Cornish Flora

I am guessing this will be the penultimate entry from last weeks visit to the West Country.  This time not birds but flowers. I got quite into wild flowers whilst based down the Falkland Islands for six months back in 2006. The enthusiasm of Alan Henry and Robin Woods rubbing off on myself and Mark who was there with me. I am trying to improve my knowledge of British wild fowers but I am far from the finished article. To that length I have attempted to name the flowers below where I can. Please let me know if I have got it wrong.Armeria maritimus, Thrift or Sea Pink.

Thrift has to be one of everyones favourites, extensive mats of this plant carpet the cornish cliffs from spring into summer.Silene maritma, Sea Campion with attendant Bumble Bee

Sea Campion as like Thrift grew is large clumps often interlinking with one another. Nice to see so many Bumble Bees on the wing in the southwest.Not sure about this one but I will make a stab at Kidney Vetch, so named as it was thought to be a cure for illnesses relating to the kidneys in the middle ages. The Readers Digest book of British Wildflowrs is a powerhouse of information.Blackthorn with Bumble Bee……Ok not really a flower.Another one I am not 100% with but I am opting for Jasione montana, Sheep’s-bit. A stunning flower coming out of the longer gress nearby.Again I am not sure but Common Mouse-ear is the nearest I can find that flowers in April. Like I said please comment if you think I have mis-identified any of them.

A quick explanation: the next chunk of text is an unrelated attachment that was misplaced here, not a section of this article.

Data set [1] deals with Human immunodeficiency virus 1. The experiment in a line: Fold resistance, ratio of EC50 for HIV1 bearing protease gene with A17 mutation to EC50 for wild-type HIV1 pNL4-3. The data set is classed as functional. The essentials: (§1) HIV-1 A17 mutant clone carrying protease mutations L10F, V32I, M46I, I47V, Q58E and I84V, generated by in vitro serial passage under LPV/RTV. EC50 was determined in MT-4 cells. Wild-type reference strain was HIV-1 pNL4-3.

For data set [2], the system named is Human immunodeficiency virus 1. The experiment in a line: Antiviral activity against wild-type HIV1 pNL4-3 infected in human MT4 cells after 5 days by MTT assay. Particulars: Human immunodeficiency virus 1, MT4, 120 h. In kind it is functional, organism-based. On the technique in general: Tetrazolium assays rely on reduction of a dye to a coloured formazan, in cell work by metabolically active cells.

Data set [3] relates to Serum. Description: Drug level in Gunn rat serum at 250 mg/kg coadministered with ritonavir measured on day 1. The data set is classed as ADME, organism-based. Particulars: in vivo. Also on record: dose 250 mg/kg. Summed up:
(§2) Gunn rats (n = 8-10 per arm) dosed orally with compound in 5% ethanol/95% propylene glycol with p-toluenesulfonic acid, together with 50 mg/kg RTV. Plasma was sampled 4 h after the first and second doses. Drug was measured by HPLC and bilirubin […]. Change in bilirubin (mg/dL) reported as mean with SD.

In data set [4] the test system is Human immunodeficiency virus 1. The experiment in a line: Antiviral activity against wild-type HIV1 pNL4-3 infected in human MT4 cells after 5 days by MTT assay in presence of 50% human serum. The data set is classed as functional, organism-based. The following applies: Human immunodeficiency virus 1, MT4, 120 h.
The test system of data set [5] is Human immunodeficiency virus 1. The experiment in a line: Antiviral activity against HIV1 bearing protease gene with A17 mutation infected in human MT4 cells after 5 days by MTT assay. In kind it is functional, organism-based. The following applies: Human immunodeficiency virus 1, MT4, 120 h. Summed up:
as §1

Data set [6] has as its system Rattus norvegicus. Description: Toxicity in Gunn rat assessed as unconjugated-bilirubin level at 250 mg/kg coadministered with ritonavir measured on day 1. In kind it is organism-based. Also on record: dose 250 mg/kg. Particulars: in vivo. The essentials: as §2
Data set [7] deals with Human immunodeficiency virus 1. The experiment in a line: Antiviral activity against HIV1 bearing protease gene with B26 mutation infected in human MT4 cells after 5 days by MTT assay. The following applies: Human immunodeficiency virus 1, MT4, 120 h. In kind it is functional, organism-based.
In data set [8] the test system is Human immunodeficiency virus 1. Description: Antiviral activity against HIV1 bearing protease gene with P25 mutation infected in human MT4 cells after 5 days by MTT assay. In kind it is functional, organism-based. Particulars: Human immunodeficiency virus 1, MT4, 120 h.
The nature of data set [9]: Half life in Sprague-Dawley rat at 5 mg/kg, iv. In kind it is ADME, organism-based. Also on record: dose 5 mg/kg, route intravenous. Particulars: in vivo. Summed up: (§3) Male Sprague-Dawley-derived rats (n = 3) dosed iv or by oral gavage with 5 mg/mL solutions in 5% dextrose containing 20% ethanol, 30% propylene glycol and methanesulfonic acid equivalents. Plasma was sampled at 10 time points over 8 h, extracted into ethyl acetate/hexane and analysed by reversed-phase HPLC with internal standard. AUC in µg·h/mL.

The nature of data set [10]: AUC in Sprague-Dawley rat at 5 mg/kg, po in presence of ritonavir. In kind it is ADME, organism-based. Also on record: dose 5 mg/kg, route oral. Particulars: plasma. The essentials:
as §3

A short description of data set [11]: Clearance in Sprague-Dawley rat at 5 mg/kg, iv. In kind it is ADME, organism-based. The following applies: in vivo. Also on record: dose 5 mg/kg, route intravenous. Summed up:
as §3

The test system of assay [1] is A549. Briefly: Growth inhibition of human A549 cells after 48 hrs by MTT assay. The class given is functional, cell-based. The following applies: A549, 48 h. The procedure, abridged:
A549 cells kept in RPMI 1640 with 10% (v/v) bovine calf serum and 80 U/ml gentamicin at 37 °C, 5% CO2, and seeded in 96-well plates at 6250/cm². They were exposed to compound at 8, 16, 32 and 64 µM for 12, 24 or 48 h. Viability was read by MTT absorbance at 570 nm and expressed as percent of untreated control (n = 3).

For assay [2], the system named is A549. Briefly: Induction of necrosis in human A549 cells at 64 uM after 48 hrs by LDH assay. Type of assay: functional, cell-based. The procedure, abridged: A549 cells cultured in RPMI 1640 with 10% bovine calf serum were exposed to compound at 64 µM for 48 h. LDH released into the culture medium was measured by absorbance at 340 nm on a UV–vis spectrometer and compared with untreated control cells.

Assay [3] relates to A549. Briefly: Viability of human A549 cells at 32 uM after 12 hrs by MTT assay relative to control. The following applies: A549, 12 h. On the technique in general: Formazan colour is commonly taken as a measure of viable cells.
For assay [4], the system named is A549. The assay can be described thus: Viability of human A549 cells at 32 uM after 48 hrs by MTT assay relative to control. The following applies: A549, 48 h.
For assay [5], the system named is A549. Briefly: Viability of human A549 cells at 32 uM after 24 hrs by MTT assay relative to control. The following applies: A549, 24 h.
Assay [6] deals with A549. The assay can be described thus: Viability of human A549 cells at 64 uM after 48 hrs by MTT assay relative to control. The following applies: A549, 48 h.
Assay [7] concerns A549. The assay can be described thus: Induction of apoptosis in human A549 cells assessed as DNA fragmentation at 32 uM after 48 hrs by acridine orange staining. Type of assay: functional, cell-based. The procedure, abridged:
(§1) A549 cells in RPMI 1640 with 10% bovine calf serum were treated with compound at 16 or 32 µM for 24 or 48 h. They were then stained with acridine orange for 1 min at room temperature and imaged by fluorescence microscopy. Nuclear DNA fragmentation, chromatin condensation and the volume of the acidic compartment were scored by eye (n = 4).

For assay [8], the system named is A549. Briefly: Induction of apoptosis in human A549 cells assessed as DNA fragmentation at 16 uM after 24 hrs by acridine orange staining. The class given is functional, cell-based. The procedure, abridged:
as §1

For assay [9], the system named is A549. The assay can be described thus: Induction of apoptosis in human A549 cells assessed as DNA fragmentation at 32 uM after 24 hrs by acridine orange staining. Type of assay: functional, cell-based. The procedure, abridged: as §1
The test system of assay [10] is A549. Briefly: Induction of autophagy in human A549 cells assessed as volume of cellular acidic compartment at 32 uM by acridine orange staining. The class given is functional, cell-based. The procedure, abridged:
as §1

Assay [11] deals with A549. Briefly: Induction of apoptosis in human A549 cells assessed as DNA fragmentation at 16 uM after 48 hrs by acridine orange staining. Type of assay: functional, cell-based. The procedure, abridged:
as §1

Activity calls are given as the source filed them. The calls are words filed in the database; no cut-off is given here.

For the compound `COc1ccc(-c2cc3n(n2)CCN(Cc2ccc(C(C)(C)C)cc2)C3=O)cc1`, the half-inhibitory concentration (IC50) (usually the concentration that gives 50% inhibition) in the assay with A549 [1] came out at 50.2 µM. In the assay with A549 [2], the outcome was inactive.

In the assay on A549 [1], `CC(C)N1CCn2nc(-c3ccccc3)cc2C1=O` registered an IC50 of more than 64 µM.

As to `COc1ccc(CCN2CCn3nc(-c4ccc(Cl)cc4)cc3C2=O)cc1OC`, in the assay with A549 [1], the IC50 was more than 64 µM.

Steve Copsey

4 thoughts on “Cornish Flora

  1. Flowers
    I think Orchids are Slashers department.

    By the way I like Gypsy Cove in the tourist season. They have a cafe/old coach and toilets………and penguins!!!

  2. Untitled Comment
    Not sure they are my department but we will definately be trying to put on as many orchids and butterflies on the blog as we can.

    We want the same from you, how about a picture of the West Falkland Blue !!!

  3. brilliant pictures the last one looks like the Lesser Stitchwort (Stellaria graminea ) to me,if thats any help

    Caryophyllaceae (Pink Family)

    A short or taller (up to 50 cm) creeping perennial. The stems are square and smooth and can be much branched. The stems break off easily and are also able to root. The un-stalked leaves are narrow and pointed at the end and hairy at the base. The small star-like flowers (12 mm) can form clusters of 10 or more. The pollination is mostly carried out by flies.

    Lesser Stitchwort occurs throughout Britain in woods, scrub, heathland, tall grassland, hedges, etc. Generally it grows on sandy, light or well-drained soil.

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